Long Island superintendents answered the following question in preparation for the 2020-21 school year: "How do you plan to teach children, especially the young ones, about how to social distance, what guidelines your school district is putting into place to ensure that students can learn safely, and what are your biggest fears going into the school year?" Below is a selection of their responses:
Sharon A. Dungee, Central Islip School District:
Teaching social distancing/physical distancing, especially to young students, is more complicated than one might realize. Children are naturally inquisitive, hands-on, and they thrive on socializing. We have always taught our students to share, collaborate, and work alongside each other. However, the global pandemic has shifted the dynamics where we are now living a "new normal."
As educators, we must redirect our teaching, and instruct students that social distancing is a matter of staying healthy and well. Consequently, for some, social distancing is a matter of life and death. It is a delicate balance to teach our students, especially the younger ones, about the concept of social distancing without instilling fear. Our teachers are on the front lines to explain about germs and the importance of frequent and thorough hand-washing. While the CDC has released excellent age-appropriate videos on how to stay healthy during the pandemic, mental health experts will play a vital role in our schools for both students and staff as we navigate through this most challenging period.
We in Central Islip Schools have spent several months and countless hours with a reopening team of district stakeholders to formulate strict guidelines and protocols that have resulted in a blueprint for delivering the most effective instruction under the absolute safest environment possible. Required protocols in our schools include, but are not limited to, daily temperature checks, provisions for personal protective equipment, strict sanitization measures in all school buildings, wearing masks or face coverings, and proper social distancing.
The most frequently expressed fears and concerns from faculty, staff, parents and members of our community are centered around how to avoid contracting COVID-19 while in school. Open communication between our schools and community are imperative at a time when dynamics are in a constant state of flux as we listen to advice from scientists and health experts, while receiving guidelines from the state Education Department.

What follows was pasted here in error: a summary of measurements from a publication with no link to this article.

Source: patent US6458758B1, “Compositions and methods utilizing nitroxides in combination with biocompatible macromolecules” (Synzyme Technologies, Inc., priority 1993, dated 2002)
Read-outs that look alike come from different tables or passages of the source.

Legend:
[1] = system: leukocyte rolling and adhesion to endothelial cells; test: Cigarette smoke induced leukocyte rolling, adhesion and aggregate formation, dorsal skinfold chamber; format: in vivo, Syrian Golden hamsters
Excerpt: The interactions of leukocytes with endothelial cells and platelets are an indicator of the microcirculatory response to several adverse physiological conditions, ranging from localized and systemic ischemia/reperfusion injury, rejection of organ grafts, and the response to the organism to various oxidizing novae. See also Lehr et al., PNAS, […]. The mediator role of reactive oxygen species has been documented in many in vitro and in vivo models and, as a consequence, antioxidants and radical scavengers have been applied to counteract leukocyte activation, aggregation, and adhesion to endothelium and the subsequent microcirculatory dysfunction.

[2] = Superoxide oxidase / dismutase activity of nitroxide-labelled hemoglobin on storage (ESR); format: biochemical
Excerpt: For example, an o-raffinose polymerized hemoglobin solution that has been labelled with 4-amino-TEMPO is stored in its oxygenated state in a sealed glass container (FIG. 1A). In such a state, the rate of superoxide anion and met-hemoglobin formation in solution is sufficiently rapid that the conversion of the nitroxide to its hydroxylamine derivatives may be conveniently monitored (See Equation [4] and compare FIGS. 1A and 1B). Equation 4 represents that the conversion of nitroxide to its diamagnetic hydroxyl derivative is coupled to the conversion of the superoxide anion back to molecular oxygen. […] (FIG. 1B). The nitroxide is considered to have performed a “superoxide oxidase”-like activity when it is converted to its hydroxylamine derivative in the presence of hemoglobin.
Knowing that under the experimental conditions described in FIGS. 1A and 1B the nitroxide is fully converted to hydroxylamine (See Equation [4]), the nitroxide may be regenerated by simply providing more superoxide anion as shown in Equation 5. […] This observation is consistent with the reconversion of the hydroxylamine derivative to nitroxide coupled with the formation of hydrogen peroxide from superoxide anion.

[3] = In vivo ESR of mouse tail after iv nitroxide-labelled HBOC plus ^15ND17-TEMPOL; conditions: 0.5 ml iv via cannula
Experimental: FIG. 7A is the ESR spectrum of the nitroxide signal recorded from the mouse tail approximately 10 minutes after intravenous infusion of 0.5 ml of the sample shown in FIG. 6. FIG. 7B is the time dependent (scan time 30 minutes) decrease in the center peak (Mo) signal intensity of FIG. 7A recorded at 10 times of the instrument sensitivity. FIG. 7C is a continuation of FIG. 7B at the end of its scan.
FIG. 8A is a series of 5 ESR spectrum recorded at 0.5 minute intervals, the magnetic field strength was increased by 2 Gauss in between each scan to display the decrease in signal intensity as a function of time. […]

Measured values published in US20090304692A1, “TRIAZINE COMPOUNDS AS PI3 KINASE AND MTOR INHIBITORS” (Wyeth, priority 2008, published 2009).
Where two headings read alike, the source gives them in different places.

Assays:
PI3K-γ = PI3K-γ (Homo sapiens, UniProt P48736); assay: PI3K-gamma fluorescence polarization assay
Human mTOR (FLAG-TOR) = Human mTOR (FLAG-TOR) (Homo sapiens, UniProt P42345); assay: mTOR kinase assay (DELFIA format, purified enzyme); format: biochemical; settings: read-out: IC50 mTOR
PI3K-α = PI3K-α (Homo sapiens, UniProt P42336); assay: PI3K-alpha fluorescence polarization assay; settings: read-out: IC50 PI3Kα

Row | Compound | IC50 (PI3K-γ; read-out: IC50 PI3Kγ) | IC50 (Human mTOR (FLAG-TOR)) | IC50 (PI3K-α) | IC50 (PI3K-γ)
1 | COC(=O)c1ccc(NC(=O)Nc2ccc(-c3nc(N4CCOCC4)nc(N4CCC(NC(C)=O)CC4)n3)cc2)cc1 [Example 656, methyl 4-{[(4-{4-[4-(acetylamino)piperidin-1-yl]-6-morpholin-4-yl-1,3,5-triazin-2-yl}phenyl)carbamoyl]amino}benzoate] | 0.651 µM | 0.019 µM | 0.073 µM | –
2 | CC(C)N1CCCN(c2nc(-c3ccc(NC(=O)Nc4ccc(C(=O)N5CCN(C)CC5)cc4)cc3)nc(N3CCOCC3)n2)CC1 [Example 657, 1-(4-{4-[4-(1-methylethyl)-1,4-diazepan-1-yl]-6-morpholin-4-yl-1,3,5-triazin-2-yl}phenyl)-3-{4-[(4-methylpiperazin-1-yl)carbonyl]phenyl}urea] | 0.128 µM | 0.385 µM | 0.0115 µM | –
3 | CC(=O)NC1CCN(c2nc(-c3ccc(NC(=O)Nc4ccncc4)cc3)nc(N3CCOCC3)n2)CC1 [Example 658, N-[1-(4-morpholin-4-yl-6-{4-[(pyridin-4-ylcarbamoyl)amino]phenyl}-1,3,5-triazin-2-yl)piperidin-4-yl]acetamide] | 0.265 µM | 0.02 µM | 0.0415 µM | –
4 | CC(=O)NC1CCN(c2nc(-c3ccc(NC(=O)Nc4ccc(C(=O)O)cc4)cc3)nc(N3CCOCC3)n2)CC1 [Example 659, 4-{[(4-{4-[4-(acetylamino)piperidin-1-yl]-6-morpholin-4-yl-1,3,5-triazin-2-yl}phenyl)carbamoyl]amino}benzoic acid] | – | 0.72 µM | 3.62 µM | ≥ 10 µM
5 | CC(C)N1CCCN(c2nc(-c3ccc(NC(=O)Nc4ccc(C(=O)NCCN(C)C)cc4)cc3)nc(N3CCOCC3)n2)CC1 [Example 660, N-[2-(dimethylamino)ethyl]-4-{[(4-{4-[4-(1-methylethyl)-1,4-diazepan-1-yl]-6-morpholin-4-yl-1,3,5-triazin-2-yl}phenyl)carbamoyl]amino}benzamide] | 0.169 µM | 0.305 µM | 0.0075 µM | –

Kishore Kuncham, Freeport School District:
The health, safety and well-being of our students and staff in our schools is paramount. It is central to our reopening plan along with educational equity and excellence for all students. These include wearing masks, social distancing, barriers, and proper hygiene and sanitation protocols.
Freeport Public Schools recognizes the importance of educating students on the measures we can all take to stay safe and healthy as we return to our school buildings. We have created a collection of age-appropriate videos, social stories, books, games and printable materials that will help teach our students the importance of social distancing, wearing masks, and washing hands.
These resources are available on our Online Resource Center and parents are encouraged to view them with their children. Educating our students on these important behaviors is our collective focus as we begin the school year. Our faculty will teach, practice, reinforce and promote social distancing as the most effective way to avoid the spread of COVID-19 through teacher-created curriculum and activities.
The COVID-19 pandemic has stretched our communities to their limits physically, emotionally and financially with many experiencing trauma. My biggest fear is sustaining and supporting social and emotional well-being and keeping everyone's spirits uplifted as we return to school. I am concerned about a rise in new COVID-19 cases in the fall leading to school closures. Additionally, COVID-19 has presented fiscal challenges and we cannot afford any mid-year cut(s) to state aid, creating further financial stress."